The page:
The literature BA program offers students the chance to choose one of four exciting tracks, or focuses of study. In the Literary Studies track, students come to understand why literature matters: how it defines culture, the human, and our values, and how it facilitates empathy. The Cinema Studies track allows students to study literature alongside cinema and to discern the ways that cinema as a language and art shapes our society. In our new Transcultural Studies track, students focus on various cultural texts (such as literature, theater, film, television, and social media) in a global and multicultural context. Lastly, the Creative Writing track gives students the opportunity to hone their craft and improve their poetry or prose in close-knit workshops. In each of the tracks, students work with dedicated, award-winning faculty who pay close attention to the needs of each individual.
Literature majors garner excellent writing and communication skills. They know how to learn, to analyze and comprehend other viewpoints, and to argue for ideas. Literature majors have a range of employment and internship opportunities. Ninety percent of our majors hold internships. In terms of careers, they work in publishing, public radio, law, education, advocacy, and politics.
Employers in all sectors are increasingly saying that they need employees who can write well and communicate, and lit majors find themselves well prepared for the competitive job market. They also take advantage of a wide array of study abroad opportunities. View testimonials of how the literature degree helped prepare our graduates for their careers.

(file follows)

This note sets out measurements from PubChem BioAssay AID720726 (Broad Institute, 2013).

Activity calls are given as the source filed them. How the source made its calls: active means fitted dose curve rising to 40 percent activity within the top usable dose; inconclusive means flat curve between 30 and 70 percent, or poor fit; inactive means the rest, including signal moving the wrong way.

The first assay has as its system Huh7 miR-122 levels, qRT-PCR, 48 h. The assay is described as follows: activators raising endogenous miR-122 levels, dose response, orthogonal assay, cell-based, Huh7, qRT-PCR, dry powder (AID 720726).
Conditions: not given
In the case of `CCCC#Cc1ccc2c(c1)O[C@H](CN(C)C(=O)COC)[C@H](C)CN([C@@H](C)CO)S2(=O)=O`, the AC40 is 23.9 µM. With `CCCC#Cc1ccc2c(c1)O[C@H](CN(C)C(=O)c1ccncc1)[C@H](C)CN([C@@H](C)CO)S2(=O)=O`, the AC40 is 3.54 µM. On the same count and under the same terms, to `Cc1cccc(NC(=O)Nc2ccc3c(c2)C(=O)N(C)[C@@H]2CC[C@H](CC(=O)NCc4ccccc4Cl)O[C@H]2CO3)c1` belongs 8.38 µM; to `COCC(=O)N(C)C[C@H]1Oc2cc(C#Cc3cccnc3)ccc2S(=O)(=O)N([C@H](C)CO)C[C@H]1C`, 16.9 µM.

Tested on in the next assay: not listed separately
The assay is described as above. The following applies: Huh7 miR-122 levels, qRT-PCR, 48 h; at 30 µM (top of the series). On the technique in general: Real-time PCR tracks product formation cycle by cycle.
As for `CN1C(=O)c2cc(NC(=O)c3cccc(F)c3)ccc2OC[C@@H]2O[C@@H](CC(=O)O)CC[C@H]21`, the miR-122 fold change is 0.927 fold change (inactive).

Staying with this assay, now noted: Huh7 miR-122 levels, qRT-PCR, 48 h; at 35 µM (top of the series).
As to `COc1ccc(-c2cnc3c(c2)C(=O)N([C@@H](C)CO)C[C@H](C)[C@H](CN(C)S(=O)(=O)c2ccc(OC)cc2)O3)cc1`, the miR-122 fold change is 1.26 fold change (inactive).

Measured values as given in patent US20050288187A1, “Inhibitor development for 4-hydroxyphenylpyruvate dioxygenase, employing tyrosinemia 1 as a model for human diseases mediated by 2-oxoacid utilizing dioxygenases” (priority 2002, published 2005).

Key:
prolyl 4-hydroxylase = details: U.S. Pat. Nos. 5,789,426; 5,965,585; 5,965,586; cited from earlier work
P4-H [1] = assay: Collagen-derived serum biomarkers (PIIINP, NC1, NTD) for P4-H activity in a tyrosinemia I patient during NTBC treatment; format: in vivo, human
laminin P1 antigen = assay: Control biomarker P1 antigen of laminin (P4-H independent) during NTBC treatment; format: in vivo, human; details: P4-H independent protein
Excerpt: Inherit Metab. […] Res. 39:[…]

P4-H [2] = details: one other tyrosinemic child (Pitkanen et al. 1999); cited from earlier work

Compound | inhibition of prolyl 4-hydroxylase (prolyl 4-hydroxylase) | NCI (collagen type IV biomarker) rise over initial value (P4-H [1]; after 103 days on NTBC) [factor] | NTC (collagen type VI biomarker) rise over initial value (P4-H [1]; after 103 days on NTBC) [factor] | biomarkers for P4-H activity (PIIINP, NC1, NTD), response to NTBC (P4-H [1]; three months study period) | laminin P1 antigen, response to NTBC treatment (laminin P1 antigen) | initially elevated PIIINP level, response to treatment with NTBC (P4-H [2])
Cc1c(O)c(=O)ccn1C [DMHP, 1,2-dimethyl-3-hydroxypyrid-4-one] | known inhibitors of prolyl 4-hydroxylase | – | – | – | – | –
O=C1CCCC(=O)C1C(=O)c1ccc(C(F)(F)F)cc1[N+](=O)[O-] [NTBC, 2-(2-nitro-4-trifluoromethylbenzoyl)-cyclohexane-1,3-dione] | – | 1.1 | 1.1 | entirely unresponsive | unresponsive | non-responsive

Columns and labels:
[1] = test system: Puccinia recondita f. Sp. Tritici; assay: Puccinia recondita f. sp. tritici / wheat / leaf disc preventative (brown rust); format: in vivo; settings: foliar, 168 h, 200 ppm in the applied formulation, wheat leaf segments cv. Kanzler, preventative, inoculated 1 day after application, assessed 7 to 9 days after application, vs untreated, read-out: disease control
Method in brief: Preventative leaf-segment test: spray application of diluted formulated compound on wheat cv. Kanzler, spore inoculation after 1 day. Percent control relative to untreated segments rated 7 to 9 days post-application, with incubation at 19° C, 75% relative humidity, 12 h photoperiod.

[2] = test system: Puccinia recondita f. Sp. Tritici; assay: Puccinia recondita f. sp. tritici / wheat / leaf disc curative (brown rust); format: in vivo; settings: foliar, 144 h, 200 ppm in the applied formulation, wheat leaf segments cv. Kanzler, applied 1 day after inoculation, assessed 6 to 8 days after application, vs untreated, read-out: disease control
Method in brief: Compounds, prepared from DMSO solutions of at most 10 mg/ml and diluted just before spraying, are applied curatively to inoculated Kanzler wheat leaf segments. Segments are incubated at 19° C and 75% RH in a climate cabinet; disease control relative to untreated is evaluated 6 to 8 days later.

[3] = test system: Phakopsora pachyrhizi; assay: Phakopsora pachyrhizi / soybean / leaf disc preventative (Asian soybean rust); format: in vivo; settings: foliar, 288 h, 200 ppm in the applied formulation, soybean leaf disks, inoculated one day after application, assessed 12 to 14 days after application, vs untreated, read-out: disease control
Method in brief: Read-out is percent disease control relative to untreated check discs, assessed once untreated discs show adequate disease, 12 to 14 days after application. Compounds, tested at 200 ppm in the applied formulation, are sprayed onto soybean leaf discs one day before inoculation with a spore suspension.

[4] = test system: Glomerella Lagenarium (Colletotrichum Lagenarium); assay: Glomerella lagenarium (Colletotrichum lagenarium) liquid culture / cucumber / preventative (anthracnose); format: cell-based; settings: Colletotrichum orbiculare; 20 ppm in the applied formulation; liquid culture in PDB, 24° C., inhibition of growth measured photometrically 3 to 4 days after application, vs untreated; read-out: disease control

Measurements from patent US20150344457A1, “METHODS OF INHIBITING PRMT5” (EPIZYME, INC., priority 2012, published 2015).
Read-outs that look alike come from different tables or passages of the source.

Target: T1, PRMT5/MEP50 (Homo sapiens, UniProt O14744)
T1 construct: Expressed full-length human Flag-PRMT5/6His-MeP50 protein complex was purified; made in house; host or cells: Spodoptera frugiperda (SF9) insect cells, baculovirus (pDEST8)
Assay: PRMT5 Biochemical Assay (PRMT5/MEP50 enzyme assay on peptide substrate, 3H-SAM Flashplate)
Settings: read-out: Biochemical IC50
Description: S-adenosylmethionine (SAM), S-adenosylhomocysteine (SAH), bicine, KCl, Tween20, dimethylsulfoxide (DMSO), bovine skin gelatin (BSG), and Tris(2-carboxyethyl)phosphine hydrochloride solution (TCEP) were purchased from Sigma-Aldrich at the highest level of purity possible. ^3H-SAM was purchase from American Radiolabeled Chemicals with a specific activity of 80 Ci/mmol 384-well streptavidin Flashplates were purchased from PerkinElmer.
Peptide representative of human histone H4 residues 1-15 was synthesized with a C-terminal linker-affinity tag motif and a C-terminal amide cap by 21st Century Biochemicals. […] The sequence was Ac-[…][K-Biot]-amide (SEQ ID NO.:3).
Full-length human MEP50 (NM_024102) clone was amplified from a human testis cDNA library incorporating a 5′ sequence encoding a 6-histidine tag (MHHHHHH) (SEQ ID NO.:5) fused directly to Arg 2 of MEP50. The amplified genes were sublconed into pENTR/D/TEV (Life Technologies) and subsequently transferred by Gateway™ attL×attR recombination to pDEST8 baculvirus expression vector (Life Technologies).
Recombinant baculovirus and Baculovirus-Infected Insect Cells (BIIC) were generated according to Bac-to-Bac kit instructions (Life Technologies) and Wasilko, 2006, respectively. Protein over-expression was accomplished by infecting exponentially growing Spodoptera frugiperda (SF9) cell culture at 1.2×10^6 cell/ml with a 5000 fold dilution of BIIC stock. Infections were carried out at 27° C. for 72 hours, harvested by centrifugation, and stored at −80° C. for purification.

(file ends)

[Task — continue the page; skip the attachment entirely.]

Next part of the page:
Prof. Edward Helfers, short-story published in DIAGRAM
Prof. Dolen Perkins-Valdez, Same Family, Different Colorsreview published in The Washington Post
Prof. Richard C. Sha elected to the Executive Forum of the Modern Language Association for English Romanticism from 2017-2021
Prof. Richard C. Sha to give a keynote lecture at the "Lost Romantics" Conference in Vechta, Germany in May 2017. His lecture will be called, "Mary Shelley's Abortion"
Prof. Richard C. Sha, article "The Turn to Affect: Emotions without Subjects, Causality without Demonstrable Causes," is forthcoming in the Palgrave Handbook of Affect Theory and Textual Criticism, ed. Donald Wehr
Prof. David Pike, "Slum," in A New Vocabulary for Global Modernism